Status and Trends Program

Multimedia

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December 17, 2019

Eucera dubitata, F, Back, OH Washington County

An uncommon spring Eucerine bee, in this case, from SE Ohio near the West Virginia border. Collected by MaLisa Spring and photographed by Brooke Alexander. Canon Mark II 5D, Zerene Stacker, Stackshot Sled, 65mm Canon MP-E 1-5X macro lens, Twin Macro Flash in Styrofoam Cooler, F5.0, ISO 100, Shutter Speed 200, link to a .pdf of our set up is located in our profile

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December 17, 2019

Megachile inimica, U, back, Maryland, Anne Arundel County

Anne Arundel County, Megachile inimica, From a Sand Pit along the Patuxent River

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December 17, 2019

Sassafras albidum, 2, Sassafras staminate flowers

Sassafrass....the trees are dioecious ... males and females on separate trees. While they do have plenty of flowers they are rarely visited by bees. Perhaps it is more of fly pollination system. Specimens and pictures by Helen Lowe Metzman from Howard County, Maryland. Photography Information: Canon Mark II 5D, Zerene Stacker, Stackshot Sled, 65mm Canon MP-E 1-5X

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December 17, 2019

Triepeolus concavus, M, face, Dorchester Co, MD

New species for the state of Maryland, this is Triepeolus concavus. As are all Triepeolus this one is a nest parasites. In this case, it's host is Svastra obliqua, an uncommon bee that loves large composites and is a good indication of high-quality habitat. In this case, the high-quality habitat was at Blackwater national wildlife refuge in the marshlands of Dorchester

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December 17, 2019

myrtle warbler, face, dc

The eastern subspecies of the Yellow-rumped warbler, Setophaga coronata. This bird ran into a building at night while it was migrating and was picked up by the Lights out DC group. Canon Mark II 5D, Zerene Stacker, Stackshot Sled, 65mm Canon MP-E 1-5X macro lens, Twin Macro Flash in Styrofoam Cooler, F5.0, ISO 100, Shutter Speed 200, link to a .pdf of our set up is

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December 17, 2019

Osmia texana, female, back, Carroll County, MD

A thistle hugging giant of an Osmia..., who can't but love thistles and the several bee species that depend on them. Here is a specialist that depends on pollen from our native thistle plants to provision the cells of its young. Too often our native thistles also are taken out when people spray for introduced bull and Canada Thistles. Collected by Tim McMahon and the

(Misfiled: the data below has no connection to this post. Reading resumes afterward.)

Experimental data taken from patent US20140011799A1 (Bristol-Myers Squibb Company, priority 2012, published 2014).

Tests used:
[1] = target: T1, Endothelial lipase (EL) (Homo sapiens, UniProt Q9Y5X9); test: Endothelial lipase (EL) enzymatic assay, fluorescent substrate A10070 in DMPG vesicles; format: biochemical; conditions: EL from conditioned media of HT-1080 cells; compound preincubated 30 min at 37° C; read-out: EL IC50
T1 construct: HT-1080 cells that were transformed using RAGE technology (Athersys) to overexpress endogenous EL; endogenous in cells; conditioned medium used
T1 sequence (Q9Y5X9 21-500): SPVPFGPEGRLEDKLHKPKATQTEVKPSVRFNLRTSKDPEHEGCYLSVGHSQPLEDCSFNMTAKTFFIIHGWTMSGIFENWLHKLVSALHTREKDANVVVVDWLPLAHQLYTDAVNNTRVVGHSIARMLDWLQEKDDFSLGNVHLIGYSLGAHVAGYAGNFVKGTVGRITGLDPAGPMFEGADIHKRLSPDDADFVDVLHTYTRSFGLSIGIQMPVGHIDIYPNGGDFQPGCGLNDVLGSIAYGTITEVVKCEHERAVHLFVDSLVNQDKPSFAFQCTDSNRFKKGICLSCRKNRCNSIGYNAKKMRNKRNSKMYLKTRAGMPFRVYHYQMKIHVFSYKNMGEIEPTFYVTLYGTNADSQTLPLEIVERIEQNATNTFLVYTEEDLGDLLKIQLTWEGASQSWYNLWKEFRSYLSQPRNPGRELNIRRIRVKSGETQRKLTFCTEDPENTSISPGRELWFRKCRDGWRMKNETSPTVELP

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December 17, 2019

Lasioglossum microlepoides, F, Face, AZ, Pima County

From Organ Pipe National Monument comes the small and very common western Lasioglossum microlepoides. Just like the seemingly endless supply of these small Halictid bees, it is slightly metallic and and has a strongly bent basal vein. One could spent a couple lives just figuring out the different species. Photography by Brooke Alexander. Photography Information:

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December 17, 2019

Anthophora californica, f, face, Hidalgo Co., Animas, NM

Captured by the butterfly convert Don Harvey in the wilds of Hidalgo County, New Mexico, here is the hunky Anthophora californica captured, as you can see from the pollen after servicing the local flowers. Thank you bees. Picture taken by Joaquin Mogollon. Photography Information: Canon Mark II 5D, Zerene Stacker, Stackshot Sled, 65mm Canon MP-E 1-5X macro lens, Twin

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December 17, 2019

Megachile centuncularis, m, back, Cleveland, OH

Not originating from here. This is Megachile centuncularis, from studies by MaLisa Spring in Cleveland. Cleveland and other large cities house more than their share of non-native species largely or likely because of the presence of so many non-native weeds and garden introductions. This is the male and the species largely stays to the northern parts of the entire

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December 17, 2019

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One of the most common bees in the East...if only we could figure out how to identify it more easily. Here we have Lasioglossum trigeminum. Fits right in with A. admirandum, A. versatum, and A. callidum and I often struggle with dark second thoughts about the specimens Id, because of all the overlap. Photo by Erick Hernandez Photography Information: Canon Mark II 5D,

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December 17, 2019

Coelioxys-sayi,-female,-face

Coelioxys sayi, female, Patuxent Wildlife Research Center, Odenton, Maryland

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December 17, 2019

amegilla, m, face, india

Tongue of the Amegilla. You can see the longgggg tongue with its brushed tip designed to lap nectar and the odd bits of pollen. You can also see the sheathes and the palps the fold out from under the head to create a tube for sucking up nectar when plentiful. From India = An unknown species of Amegila collected by Suzanne Batra. The fluorescent hairs banding the

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